Ari wrote:They: "In order to learn to speak a language, you have to go live in a country where it's spoken."
Me: "Nonsense. I speak a pretty decent French and I've spent maybe two weeks combined in francophone countries."
They: "Yeah, but you're a language learning genius. I could never do that."

Somehow because I have learned to speak several languages, my thoughts about how to effectively learn languages are dismissed?

So true. Combine this with "the best way is to go to classes, because there is nothing better than a teacher and the opportunity to practice with other beginners" Yeah, just because I actually learnt a few languages, I am automatically ignorant about the subject :-D

Rem wrote:Czech"Why? What can you do with Czech?/Wouldn't you rather learn a more useful language?"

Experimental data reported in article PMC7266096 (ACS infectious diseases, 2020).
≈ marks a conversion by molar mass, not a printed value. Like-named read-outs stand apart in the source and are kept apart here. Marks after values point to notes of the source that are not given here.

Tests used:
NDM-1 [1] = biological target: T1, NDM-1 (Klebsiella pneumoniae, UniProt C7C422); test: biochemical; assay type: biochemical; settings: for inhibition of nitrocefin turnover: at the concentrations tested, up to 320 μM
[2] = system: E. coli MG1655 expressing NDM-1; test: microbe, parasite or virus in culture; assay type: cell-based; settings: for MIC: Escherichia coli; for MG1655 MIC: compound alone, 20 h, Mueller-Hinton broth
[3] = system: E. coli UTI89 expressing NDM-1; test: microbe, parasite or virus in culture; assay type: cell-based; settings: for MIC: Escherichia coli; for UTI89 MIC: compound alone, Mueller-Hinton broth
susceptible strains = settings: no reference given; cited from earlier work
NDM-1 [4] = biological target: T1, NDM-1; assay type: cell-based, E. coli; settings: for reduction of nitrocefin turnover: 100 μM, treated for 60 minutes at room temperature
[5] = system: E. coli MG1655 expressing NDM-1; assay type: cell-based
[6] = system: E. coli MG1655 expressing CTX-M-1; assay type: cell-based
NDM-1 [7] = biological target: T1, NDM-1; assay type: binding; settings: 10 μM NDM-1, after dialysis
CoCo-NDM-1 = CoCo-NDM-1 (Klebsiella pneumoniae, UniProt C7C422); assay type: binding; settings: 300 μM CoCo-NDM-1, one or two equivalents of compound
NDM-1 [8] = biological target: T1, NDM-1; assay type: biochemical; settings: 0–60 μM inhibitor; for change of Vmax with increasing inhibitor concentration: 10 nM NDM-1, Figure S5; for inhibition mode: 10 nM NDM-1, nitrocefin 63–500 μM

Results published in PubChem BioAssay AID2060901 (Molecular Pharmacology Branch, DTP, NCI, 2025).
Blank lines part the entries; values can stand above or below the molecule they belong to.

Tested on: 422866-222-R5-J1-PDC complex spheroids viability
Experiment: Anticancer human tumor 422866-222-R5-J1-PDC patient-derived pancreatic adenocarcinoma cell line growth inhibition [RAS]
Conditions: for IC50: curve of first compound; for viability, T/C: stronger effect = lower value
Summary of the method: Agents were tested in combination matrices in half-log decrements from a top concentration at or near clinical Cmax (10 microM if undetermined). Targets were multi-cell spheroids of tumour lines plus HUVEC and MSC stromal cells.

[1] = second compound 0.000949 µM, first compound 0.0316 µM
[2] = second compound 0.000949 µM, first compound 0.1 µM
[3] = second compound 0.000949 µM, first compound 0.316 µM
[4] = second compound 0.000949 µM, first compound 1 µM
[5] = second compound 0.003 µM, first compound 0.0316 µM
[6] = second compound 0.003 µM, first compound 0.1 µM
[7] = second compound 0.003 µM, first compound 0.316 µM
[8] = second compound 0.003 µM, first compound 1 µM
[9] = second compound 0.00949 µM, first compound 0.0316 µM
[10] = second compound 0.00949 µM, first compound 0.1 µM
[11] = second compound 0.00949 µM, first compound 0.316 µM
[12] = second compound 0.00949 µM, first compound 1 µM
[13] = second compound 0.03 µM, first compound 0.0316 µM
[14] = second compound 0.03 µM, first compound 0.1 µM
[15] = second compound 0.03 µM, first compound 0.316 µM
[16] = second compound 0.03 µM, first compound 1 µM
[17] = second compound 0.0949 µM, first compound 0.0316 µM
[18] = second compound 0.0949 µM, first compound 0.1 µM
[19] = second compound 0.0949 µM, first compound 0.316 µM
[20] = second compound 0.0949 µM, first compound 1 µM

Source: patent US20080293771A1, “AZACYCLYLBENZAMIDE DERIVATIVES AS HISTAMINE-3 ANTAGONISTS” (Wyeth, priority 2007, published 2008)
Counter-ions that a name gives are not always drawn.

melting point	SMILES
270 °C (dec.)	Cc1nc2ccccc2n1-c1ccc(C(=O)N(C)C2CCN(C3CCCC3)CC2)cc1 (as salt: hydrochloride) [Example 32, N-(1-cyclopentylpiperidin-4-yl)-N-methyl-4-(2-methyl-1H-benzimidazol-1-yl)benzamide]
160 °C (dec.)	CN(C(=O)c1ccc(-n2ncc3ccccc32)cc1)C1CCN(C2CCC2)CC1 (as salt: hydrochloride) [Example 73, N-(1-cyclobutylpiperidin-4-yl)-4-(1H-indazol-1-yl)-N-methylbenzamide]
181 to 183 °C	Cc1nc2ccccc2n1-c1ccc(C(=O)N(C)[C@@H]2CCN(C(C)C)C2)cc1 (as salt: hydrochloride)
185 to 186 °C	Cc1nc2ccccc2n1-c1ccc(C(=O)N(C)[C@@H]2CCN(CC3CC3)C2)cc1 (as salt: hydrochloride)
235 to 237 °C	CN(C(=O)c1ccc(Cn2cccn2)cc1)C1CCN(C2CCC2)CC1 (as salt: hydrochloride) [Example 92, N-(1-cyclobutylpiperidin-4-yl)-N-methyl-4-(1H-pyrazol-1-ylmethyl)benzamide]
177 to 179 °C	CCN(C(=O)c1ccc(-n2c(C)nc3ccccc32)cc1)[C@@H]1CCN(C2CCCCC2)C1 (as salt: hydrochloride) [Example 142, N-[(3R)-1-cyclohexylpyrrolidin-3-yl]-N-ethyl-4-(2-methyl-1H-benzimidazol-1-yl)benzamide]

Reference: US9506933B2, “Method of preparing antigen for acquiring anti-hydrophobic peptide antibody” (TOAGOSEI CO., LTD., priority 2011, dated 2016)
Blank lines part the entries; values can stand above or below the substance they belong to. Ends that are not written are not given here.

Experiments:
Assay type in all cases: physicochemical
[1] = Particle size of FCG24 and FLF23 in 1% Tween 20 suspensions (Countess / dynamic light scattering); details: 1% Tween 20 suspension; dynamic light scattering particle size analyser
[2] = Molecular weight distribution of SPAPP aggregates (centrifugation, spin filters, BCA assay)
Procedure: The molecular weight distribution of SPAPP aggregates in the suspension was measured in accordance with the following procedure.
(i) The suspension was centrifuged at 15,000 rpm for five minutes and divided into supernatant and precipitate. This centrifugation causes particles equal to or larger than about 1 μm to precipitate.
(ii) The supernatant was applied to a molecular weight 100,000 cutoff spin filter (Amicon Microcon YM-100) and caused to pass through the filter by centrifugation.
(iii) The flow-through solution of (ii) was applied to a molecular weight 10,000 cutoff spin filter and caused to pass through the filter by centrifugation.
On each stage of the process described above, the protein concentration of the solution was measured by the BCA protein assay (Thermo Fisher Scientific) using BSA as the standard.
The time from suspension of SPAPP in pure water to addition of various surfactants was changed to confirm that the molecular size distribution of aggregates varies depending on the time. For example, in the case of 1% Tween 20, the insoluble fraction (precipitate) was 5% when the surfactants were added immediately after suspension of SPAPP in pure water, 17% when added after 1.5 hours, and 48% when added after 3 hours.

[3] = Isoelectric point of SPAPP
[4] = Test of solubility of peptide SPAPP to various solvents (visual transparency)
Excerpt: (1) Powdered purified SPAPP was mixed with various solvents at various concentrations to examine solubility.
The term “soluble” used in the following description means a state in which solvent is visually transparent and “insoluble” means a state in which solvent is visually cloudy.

But we've got very creative vulgarisms and a good collection of fantasy and sci-fi authors :-D

The funny thing was hearing "Why? what can you do with French? Wouldn't you rather learn a useful language like German?"
Fortunately, these people are no longer asking or laughing, but the first 10-13 years were not easy.

I would as well like the people stopped assuming that just because I know French, I must necessarily be a naive stupid francophile unable of any criticism, bound to experience a huge cultural shock. This is a huge prejudice in my country towards the French learners, which absolutely doesn't apply to German learners (those are the practical admirable people with great salaries waiting for them) or Spanish learners (those are not practical thinking, but obviously do something fun and interesting)

Tillumadoguenirurm wrote:Various versions of " You must be like some kind of a genious like and I wish I was you like you like.. (you nerd/you pretentious. ..*cough* ass).